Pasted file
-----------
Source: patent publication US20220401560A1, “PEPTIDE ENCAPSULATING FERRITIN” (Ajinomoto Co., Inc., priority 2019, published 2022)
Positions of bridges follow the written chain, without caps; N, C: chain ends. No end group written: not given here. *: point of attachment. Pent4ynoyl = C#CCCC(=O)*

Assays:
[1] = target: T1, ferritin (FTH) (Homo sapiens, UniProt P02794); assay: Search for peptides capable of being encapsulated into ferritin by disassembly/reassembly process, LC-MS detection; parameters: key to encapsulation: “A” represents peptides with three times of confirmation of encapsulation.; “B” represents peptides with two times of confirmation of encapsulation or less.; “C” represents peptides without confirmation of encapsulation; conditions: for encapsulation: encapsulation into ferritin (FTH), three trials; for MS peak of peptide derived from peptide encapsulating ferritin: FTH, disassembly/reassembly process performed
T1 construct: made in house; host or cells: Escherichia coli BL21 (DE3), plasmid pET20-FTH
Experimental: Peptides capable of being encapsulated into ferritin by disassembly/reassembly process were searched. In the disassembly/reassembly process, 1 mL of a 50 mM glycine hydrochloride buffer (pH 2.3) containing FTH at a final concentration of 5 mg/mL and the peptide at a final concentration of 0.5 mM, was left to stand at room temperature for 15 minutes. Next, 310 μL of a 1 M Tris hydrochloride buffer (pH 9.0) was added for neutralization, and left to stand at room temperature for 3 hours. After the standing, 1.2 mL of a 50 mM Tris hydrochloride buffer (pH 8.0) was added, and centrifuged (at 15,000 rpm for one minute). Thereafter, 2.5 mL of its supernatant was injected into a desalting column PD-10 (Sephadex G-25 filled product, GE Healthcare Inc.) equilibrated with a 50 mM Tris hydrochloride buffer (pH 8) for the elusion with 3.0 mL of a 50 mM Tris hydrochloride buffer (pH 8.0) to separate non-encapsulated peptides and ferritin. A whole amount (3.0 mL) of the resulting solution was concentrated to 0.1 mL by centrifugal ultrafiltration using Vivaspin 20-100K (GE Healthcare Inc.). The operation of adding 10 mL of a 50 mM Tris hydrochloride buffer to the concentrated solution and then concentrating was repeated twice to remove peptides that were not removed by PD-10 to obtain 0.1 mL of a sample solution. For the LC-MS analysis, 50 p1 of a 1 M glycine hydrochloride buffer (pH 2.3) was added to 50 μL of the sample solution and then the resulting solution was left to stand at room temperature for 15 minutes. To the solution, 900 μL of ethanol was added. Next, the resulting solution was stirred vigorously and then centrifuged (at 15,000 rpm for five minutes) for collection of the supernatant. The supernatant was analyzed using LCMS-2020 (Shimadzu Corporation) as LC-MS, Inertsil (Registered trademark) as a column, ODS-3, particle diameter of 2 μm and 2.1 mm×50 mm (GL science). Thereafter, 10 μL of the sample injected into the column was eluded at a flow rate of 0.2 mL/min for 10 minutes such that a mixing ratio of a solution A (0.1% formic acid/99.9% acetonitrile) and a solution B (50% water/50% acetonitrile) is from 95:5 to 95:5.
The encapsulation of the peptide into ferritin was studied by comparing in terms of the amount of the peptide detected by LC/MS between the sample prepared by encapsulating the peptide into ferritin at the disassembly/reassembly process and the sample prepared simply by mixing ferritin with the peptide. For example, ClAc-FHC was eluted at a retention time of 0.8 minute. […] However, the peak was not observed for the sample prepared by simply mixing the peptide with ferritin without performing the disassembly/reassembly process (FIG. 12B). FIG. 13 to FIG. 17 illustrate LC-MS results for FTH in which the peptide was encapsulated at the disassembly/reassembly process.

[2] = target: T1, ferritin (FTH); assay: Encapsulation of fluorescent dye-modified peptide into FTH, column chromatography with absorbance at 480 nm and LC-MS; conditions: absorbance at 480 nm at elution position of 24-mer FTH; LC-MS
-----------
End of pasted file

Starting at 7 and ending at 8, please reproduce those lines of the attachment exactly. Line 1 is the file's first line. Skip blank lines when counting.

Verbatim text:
The encapsulation of the peptide into ferritin was studied by comparing in terms of the amount of the peptide detected by LC/MS between the sample prepared by encapsulating the peptide into ferritin at the disassembly/reassembly process and the sample prepared simply by mixing ferritin with the peptide. For example, ClAc-FHC was eluted at a retention time of 0.8 minute. […] However, the peak was not observed for the sample prepared by simply mixing the peptide with ferritin without performing the disassembly/reassembly process (FIG. 12B). FIG. 13 to FIG. 17 illustrate LC-MS results for FTH in which the peptide was encapsulated at the disassembly/reassembly process.

[2] = target: T1, ferritin (FTH); assay: Encapsulation of fluorescent dye-modified peptide into FTH, column chromatography with absorbance at 480 nm and LC-MS; conditions: absorbance at 480 nm at elution position of 24-mer FTH; LC-MS